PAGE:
The unravelling reality of Space Travel

Welcome back the Shepard, perfect landing, we made history today. Now, who wants to go to space?” said the commentator in the video after the second landing of the New Shephard rocket that Blue Origin has been working on to realise the dream of space travel. Wondering, what the heck this is all about?

Let’s go down memory lane. The 18th and 19th centuries were spent with various individuals experimenting on air travel. Many mistakes were made, however, their persistent efforts paid off when at the dawn of the 20th century, The Wright brothers among others were able to come up with mechanised flight.

The first commercial flight in recorded history occurred on January 1st 1914 between St. Petersburg and Tampa in the USA covering a distance of 21 miles (34 Kilometres) in 23 minutes at an altitude of 15 feet (5 metres). The amount paid then by the passenger was US$ 400 which is equivalent to almost US$ 10,000 today.

KLM the world’s first commercial airline opened it’s doors in 1919 and transported 345 passengers and 25,000 Kg of mail and cargo in its first year. This is equivalent to the load carried by a single Boeing currently. Since then, a lot of progress has been made in the aviation industry with flights today traveling non stop for over ten hours at speeds we currently consider fast.

In the middle of the 20th century, the space race begun and was largely a two horse battle between the American and Soviet Governments. The Soviets drew the first blood by sending the first man to space as well as launching the first ever satellite. Subsequently, the Americans outdid them by landing the first men onto the moon. Alot of effort has since gone into space related research with the launch of numerous satellites and probes sent to distant planets.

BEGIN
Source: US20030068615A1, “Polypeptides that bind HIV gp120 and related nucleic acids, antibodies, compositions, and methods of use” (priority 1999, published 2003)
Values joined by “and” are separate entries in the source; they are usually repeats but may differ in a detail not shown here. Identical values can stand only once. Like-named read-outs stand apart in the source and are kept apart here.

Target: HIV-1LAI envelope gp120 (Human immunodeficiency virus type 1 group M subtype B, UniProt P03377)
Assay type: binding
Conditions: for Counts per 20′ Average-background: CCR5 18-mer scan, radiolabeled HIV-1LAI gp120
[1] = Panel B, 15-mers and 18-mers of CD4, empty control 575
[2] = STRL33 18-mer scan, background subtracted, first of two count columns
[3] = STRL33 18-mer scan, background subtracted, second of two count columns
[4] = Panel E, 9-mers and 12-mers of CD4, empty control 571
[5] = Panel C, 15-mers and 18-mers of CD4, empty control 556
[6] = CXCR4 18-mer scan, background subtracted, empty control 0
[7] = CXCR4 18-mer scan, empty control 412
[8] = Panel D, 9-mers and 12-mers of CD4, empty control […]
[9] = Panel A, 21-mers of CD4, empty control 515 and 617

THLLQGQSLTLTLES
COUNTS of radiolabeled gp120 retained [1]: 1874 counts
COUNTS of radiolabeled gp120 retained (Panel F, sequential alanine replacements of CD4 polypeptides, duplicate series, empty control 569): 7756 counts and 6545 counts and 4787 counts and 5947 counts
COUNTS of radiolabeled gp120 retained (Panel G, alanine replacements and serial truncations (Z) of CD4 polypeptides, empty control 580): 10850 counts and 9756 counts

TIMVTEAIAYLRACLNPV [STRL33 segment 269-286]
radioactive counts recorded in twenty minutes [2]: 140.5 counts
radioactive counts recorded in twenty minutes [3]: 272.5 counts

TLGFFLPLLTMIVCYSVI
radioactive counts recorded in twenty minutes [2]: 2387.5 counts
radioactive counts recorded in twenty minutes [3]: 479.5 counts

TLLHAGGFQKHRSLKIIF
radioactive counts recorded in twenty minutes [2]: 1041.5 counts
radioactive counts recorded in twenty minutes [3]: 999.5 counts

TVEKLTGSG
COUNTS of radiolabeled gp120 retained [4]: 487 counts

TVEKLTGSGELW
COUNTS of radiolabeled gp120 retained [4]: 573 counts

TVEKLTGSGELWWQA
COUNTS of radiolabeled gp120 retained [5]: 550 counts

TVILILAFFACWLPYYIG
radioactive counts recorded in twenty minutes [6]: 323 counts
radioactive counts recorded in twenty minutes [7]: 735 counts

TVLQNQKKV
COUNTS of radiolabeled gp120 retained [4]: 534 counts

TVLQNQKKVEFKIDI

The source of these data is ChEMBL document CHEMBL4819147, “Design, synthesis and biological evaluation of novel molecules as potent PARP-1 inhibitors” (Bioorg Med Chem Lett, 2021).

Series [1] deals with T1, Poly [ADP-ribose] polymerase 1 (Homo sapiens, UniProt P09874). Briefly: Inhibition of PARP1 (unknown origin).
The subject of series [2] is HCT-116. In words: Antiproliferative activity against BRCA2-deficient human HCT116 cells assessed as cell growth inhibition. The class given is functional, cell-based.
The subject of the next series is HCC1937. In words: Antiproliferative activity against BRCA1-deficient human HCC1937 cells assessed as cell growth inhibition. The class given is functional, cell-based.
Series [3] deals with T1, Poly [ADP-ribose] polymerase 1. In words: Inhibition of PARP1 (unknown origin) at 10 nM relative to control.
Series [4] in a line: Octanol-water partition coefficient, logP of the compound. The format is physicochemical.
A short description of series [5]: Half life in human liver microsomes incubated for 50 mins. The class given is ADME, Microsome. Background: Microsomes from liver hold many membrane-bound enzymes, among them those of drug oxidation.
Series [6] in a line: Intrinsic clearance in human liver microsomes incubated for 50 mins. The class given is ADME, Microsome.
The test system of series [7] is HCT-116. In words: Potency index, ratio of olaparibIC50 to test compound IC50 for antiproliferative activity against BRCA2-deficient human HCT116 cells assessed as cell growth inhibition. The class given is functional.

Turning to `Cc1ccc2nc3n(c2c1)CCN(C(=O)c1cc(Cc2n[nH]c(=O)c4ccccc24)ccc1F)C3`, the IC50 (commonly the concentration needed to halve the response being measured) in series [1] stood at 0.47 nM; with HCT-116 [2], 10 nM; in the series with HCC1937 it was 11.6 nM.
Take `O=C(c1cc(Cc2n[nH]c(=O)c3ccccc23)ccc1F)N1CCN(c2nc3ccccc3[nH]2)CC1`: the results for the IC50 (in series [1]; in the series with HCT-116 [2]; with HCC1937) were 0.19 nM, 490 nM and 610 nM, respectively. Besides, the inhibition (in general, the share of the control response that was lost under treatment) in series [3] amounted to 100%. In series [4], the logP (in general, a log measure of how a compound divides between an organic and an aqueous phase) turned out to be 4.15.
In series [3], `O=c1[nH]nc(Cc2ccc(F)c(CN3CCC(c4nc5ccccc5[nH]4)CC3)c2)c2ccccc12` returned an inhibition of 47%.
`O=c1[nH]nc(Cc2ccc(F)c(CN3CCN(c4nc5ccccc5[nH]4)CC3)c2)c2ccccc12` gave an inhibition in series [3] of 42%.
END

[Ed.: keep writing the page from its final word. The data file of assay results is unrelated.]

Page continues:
The entry of private players into the Space Age that had been a monopoly of state actors begun remarkably changing many things and injected a lot of much needed money as well as innovative ideas.

In 2002, the commercialisation of space travel saw Mark Shuttleworth become the first African to travel to space and spend eight days at the International Space Station. It however came at a hefty cost of Twenty Million US Dollars. Not many can afford such sums of money to achieve the dream of space travel.

One of the reasons space flight has traditionally been expensive is the need to use new rockets each time a pay load has to be taken to space. It is similar to having to purchase a new plane for each flight that is going to be made. There has always therefore been a need to come up with ways of landing rockets safely back to earth and reusing them for future missions.

On April 29th 2015, Blue Origin launched the first flight of the New Shepard rocket that flew upto 307,000 feet (Approximately 94 Km) which was just 6 Km shy of the Kármán Line at the altitude of 100Km regarded as the Edge of Space. The rocket came back to earth and made a successful upright landing much to the joy of the development team.

As if that was not enough, seven months later, on November 23rd 2015, a repeat flight was made by the same rocket that achieved a distance of 329,839 feet (100.4 Km) above the earth effectively reaching the edge of space.